The problem is that data cannot travel faster than the speed of light. While this may seem fast, making long and unpredictable detours through the public Internet to get data into the cloud slows down the transfer of data to the cloud. What’s more, it also potentially places the data at risk of exposure. Direct connections from the company infrastructure to cloud services optimize the transmission of data by shortening and securing the data pathways. Connecting the company’s IT infrastructure to a Cloud Exchange on an interconnection platform in order to access clouds means that there is a direct pathway to your clouds at the highest possible speeds. As a result, AI workloads are not subject to the capriciousness of the public Internet, and can thus offer close to real-time analytical insights, timely recommendations or warnings, and all manner of ingenious support.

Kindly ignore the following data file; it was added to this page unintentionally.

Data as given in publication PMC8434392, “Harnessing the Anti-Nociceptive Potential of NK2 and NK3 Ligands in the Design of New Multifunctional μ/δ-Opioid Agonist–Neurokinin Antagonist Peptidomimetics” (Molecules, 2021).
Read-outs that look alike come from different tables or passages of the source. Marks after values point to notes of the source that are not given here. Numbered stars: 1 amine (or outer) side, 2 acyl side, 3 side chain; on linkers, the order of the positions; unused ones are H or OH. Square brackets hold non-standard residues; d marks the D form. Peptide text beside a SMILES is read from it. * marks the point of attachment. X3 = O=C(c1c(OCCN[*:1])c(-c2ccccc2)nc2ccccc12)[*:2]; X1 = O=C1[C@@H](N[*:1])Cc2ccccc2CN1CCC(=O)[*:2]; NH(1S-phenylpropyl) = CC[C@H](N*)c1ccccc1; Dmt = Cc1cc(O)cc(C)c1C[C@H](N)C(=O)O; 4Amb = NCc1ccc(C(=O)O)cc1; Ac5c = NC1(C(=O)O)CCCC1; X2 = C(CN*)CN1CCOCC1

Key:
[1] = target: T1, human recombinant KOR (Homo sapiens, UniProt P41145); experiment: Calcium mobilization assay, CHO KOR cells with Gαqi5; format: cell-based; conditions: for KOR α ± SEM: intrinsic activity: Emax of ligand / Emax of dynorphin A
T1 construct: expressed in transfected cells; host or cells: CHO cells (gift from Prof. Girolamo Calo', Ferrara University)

But it’s not just about optimizing the connectivity to the clouds – this is just the first step. Secondly, the pathway between clouds can be reduced dramatically by using a cloud routing service implemented directly on the interconnection platform. A cloud routing service makes it possible for clouds to talk directly to one another (cloud-to-cloud communication), so that data does not need to first travel back to the company infrastructure. Such a service also ensures interoperability between clouds, making an AI-enabling multi-cloud scenario more manageable and increasing the performance of applications across all systems.
Finally, by also directly connecting to end user access networks over an interconnection platform (also known as “peering”), the performance of customer-facing apps and customer service chatbots, as well as personalization and customization systems for example, can also be given a performance boost. In this way, you can make your data work for you – fast, flawlessly, and securely.
It isn’t just THE cloud – data needs a safe home in many clouds